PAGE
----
When the Lanham Trademark Act was originally drafted in 1946, it is unlikely that Congress contemplated that trademarks would be used not only by commercial businesses but also by large nonprofits with a national reach. Today, several nonprofits have grown into highly recognizable brands that wish to protect their valuable trademarks, both to ensure that donations reach their intended recipients and to preserve their good reputation in the eyes of the public. Nonprofit charities, though, undoubtedly have very different goals than for-profit enterprises and yet they are subject to the exact same set of trademark laws. This Note argues that, in light of the fundamental differences between commercial businesses and charitable organizations, amendments to the Lanham Trademark Act are necessary. By carving out special rules for nonprofits within the Lanham Act, these charitable entities will receive the trademark protection they need and can focus on their charitable endeavors.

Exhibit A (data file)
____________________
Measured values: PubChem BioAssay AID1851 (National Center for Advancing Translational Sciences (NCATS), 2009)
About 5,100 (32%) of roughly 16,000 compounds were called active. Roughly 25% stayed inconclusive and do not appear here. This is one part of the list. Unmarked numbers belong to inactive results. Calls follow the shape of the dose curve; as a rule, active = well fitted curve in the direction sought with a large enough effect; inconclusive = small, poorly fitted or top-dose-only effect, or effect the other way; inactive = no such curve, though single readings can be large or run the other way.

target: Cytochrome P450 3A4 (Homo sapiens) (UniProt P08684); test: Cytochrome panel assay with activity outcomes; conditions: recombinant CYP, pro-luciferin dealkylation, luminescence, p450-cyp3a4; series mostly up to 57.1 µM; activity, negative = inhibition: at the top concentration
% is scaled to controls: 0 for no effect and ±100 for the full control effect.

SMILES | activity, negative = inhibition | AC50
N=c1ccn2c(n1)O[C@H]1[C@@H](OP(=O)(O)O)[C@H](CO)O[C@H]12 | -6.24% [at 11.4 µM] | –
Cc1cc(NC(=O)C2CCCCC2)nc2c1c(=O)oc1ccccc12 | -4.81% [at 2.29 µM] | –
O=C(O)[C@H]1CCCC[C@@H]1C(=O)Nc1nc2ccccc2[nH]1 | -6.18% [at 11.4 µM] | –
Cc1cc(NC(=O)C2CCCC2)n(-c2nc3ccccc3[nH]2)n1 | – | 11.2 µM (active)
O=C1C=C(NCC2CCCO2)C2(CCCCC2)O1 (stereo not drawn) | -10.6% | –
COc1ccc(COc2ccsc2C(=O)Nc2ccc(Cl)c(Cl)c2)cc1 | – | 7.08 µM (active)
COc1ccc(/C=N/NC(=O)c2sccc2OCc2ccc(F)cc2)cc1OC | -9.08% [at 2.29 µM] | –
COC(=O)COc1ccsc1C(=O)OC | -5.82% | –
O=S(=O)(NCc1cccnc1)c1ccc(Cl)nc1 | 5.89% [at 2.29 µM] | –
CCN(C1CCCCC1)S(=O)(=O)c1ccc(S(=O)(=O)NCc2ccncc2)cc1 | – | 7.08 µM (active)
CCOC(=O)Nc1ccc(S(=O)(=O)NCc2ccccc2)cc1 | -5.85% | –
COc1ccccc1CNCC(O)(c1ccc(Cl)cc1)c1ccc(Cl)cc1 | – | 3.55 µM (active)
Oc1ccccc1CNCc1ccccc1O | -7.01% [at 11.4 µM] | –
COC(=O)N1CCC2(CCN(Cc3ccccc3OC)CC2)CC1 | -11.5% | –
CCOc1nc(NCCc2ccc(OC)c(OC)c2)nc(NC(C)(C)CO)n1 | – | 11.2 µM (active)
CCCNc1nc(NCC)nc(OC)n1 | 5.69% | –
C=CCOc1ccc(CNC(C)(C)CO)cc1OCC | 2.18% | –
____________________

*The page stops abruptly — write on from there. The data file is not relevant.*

Lauren Behr, Trademarks for the Cure: Why Nonprofits Need Their Own Set of Trademark Rules, 54 B.C.L. Rev. 243 (2013), http://lawdigitalcommons.bc.edu/bclr/vol54/iss1/6